Sites such as Long Cross Woodland, Fonthill Park and Moorend Gardens are among those earmarked for sale, while the fate of a further seven sites is still being considered.
Councillor Gary Hopkins said: "We need to get on with making the investment in parks and green spaces that will come from disposing of these sites. This means investment for new playgrounds and facilities for all age groups." He added that the disposals only represented just over two per cent of Bristol's parks and green spaces.
But the council's former parks manager Alan Barber said that although the principle was a positive thing, 30 per cent of capital receipts made from the sell-offs would not be put towards park improvements.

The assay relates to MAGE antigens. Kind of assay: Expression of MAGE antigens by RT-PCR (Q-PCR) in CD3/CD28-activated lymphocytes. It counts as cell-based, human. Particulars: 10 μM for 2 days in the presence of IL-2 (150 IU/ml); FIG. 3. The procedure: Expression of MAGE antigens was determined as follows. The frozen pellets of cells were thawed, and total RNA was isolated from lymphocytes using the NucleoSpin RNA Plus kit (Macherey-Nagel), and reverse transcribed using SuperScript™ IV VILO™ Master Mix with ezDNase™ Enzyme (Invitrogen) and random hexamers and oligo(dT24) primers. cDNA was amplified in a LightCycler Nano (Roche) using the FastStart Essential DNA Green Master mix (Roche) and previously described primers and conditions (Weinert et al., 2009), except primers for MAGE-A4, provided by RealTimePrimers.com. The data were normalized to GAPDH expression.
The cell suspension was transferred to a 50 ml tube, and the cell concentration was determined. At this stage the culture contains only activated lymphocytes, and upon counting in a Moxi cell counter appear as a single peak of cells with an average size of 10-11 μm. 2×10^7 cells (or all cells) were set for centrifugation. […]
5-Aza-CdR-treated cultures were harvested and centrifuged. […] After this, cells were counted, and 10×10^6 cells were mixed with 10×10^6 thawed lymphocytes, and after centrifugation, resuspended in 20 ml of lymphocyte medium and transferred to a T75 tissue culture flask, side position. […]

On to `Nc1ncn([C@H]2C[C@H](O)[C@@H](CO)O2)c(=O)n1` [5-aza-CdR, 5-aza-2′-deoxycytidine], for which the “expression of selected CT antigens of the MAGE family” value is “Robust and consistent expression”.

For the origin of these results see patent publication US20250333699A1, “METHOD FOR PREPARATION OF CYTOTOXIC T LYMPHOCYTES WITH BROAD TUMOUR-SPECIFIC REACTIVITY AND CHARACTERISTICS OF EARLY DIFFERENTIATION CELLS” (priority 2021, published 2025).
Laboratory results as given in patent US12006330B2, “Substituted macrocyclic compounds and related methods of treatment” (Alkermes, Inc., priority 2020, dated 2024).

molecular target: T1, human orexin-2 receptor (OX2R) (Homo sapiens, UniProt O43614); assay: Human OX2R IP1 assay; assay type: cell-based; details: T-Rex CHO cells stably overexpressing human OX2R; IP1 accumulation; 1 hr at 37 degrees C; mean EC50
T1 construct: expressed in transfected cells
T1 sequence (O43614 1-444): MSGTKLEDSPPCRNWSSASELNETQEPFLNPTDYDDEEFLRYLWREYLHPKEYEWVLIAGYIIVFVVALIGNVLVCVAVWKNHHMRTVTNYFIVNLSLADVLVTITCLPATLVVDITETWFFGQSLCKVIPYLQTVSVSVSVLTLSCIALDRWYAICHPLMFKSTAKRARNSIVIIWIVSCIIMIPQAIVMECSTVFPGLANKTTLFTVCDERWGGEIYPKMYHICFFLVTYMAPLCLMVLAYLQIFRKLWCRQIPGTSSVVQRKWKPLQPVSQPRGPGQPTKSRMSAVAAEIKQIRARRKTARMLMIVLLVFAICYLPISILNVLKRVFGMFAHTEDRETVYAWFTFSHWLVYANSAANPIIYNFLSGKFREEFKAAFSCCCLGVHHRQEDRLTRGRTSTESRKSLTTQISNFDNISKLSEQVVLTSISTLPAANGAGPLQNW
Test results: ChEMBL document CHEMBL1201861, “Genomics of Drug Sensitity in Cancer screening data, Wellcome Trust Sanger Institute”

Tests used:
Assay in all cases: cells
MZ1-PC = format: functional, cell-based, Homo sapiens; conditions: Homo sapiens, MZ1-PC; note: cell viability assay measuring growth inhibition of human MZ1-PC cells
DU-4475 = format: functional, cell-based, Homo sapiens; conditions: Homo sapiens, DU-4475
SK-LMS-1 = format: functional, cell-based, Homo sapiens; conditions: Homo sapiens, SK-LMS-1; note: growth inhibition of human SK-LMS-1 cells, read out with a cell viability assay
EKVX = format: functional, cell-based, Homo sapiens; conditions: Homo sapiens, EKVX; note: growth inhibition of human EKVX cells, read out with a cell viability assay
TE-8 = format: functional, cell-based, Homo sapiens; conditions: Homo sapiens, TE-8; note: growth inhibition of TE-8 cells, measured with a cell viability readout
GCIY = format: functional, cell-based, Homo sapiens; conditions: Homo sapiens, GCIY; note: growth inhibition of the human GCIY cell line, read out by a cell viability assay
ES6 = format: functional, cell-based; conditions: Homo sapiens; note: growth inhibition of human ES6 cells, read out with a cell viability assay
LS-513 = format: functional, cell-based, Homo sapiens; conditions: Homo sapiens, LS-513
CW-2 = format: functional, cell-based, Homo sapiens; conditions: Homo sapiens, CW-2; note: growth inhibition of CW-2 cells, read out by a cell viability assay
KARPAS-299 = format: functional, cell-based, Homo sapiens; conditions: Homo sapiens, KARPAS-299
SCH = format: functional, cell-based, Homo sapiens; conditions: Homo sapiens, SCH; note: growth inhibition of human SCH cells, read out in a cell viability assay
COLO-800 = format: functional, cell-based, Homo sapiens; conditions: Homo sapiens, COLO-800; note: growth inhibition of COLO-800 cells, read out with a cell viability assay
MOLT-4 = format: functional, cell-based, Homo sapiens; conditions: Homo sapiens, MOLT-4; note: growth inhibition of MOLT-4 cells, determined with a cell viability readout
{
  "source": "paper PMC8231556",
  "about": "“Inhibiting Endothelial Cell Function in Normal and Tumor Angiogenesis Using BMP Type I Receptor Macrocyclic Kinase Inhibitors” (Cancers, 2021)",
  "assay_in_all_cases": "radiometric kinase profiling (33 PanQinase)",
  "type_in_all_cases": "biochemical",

"They did try to make this 50 per cent, which shows that decisions are being made by a council that does not really believe in what it is doing," he added.
"We hear a lot about the spaces to be disposed of, but too little about how the receipts will be spent. The overwhelming need is for a bigger maintenance budget for parks in the city, not cash-frittering schemes for minor improvements. I am not sure this policy tackles the problem."